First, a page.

In addition to completing two years of study in a single language (i.e., the successful completion of a fourth semester college course, or the equivalent), students need to choose a regional track related to their foreign language, and must take courses specifically related to it in conversation, culture, geography, history, and political science. These courses then count towards the 14-credit requirements of approved nonbusiness electives.
Students with special interests may create an alternative course of study with a general regional track, but these courses must be approved in advance, and in writing, by an international business major advisor. For students studying abroad, transferring from other programs, or in other unusual circumstances, some substitutions to the requirements for these concentrations and regional tracks may be possible, if approved in writing by an international business major advisor and/or the college's advising office.
Students studying the Spanish language should focus on either Latin America or Europe, but not both. Students studying French, German, or Italian should take courses related to the specific country, where available, or to Europe in general. The university also offers courses in Japanese and Chinese, along with courses in other departments related to these areas. Foreign students who use their native language to satisfy their foreign language requirements may wish to work with their advisors to create a North American track, taking courses giving them a better understanding of the United States.
If students have taken MATH 126 as a prerequisite for MATH 176, this course is accepted as an nonbusiness elective. Other elective courses must approved as part of the regional track, and be at the 200-level or above. At least one nonbusiness course must be an approved General Capstone.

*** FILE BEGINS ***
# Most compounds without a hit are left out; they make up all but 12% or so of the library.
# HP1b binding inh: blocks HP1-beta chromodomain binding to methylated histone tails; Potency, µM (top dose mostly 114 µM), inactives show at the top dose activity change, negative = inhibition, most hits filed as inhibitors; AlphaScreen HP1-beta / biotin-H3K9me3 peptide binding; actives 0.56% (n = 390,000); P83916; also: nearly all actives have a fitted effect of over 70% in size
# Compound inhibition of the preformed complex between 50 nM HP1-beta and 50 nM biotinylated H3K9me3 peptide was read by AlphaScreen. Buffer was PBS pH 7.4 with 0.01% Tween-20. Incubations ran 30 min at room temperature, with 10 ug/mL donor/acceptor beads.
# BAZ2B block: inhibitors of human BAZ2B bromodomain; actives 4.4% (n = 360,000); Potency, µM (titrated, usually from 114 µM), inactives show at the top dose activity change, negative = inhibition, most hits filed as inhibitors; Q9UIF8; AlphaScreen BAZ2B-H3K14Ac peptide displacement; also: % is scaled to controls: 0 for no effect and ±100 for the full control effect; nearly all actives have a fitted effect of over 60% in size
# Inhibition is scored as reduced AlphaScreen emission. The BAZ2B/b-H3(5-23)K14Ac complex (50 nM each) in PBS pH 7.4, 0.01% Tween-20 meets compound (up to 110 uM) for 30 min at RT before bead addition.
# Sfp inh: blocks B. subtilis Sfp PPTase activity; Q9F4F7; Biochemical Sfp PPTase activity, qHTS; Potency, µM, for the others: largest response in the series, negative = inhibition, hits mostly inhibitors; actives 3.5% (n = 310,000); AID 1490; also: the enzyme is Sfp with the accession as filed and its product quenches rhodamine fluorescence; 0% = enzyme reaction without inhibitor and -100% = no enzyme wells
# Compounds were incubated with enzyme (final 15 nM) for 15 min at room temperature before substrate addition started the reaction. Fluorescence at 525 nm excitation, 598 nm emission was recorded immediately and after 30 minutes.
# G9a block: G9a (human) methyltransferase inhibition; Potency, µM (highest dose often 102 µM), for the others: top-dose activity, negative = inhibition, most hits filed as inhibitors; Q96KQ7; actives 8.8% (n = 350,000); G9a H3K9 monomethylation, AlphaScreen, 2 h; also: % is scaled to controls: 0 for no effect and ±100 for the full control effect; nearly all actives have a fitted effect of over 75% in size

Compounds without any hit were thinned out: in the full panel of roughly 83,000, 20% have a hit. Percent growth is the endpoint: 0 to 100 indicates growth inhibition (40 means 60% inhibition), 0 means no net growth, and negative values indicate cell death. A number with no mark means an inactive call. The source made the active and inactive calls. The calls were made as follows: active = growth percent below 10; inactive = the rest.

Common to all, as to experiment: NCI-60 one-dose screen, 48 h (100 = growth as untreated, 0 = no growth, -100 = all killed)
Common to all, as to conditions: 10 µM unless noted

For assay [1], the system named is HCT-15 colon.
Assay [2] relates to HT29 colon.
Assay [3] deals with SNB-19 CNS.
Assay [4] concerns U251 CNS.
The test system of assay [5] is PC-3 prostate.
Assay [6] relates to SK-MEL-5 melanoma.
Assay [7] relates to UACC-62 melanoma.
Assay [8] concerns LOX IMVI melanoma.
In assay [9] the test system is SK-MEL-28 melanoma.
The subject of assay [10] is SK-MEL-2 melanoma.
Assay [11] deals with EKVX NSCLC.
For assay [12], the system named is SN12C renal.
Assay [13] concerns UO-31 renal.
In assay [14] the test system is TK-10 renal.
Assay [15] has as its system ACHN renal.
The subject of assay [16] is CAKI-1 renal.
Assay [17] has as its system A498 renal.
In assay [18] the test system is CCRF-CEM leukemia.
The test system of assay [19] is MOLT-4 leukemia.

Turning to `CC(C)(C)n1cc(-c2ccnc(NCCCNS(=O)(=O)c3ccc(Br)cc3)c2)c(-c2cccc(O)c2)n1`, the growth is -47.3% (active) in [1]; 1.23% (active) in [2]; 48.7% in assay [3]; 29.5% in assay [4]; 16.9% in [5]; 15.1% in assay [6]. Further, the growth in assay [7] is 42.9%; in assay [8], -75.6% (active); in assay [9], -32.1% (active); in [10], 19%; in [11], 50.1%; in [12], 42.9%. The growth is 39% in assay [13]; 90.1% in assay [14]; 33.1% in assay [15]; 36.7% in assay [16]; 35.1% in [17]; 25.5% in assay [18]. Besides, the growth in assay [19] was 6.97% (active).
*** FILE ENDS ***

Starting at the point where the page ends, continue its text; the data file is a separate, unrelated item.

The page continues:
There are many courses available in the university, and students may have some flexibility in choosing which courses they take as long as these courses relate to their regional track and help the student better understand the countries in which they may be doing business. These courses must be either listed as part of an approved regional track, or pre-approved by the IB major advisor. Typically, a student might take 2-3 credits of foreign language conversation, a culture course, history, and a political science capstone. Because these courses are offered by departments outside the College of Business, course offerings may vary and students are encouraged to consult the university catalog and recent course schedules.
Beyond the two-year foreign language requirement and two credits of conversation, additional language courses (i.e., either third-year language and composition or a second foreign language) generally do not count as approved nonbusiness electives, though there are one or two exceptions.
The Department of Foreign Languages and Literatures offers minors in French, Japanese Studies and Spanish and there are interdisciplinary minors available in Basque Studies, International Affairs, and Latin American Studies. Some of the requirements of these minors may already count towards the IB major’s foreign language and nonbusiness elective requirements, while others may require additional credits. IB majors are encouraged to consider one of these minors if they are consistent with the student’s regional track.